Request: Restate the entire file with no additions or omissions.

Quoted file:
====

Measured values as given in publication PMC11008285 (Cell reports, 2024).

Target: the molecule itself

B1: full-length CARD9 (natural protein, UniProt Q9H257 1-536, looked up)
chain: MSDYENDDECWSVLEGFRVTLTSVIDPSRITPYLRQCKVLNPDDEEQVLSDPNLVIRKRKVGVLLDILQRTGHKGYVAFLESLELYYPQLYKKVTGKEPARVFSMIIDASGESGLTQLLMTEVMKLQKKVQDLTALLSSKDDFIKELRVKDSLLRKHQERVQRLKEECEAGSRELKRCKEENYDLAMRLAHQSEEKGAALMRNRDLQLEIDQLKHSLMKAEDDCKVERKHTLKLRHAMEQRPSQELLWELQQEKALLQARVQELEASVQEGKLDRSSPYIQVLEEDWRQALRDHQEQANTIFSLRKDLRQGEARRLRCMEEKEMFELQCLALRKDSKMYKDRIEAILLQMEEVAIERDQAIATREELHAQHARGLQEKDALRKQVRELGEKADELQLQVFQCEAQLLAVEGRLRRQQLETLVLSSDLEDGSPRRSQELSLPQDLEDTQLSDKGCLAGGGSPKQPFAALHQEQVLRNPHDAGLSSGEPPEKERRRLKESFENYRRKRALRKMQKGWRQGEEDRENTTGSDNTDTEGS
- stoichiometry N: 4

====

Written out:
Measured values as given in publication PMC11008285 (Cell reports, 2024).

Target: the molecule itself

B1: full-length CARD9 (natural protein, UniProt Q9H257 1-536, looked up)
chain: MSDYENDDECWSVLEGFRVTLTSVIDPSRITPYLRQCKVLNPDDEEQVLSDPNLVIRKRKVGVLLDILQRTGHKGYVAFLESLELYYPQLYKKVTGKEPARVFSMIIDASGESGLTQLLMTEVMKLQKKVQDLTALLSSKDDFIKELRVKDSLLRKHQERVQRLKEECEAGSRELKRCKEENYDLAMRLAHQSEEKGAALMRNRDLQLEIDQLKHSLMKAEDDCKVERKHTLKLRHAMEQRPSQELLWELQQEKALLQARVQELEASVQEGKLDRSSPYIQVLEEDWRQALRDHQEQANTIFSLRKDLRQGEARRLRCMEEKEMFELQCLALRKDSKMYKDRIEAILLQMEEVAIERDQAIATREELHAQHARGLQEKDALRKQVRELGEKADELQLQVFQCEAQLLAVEGRLRRQQLETLVLSSDLEDGSPRRSQELSLPQDLEDTQLSDKGCLAGGGSPKQPFAALHQEQVLRNPHDAGLSSGEPPEKERRRLKESFENYRRKRALRKMQKGWRQGEEDRENTTGSDNTDTEGS
- stoichiometry N: 4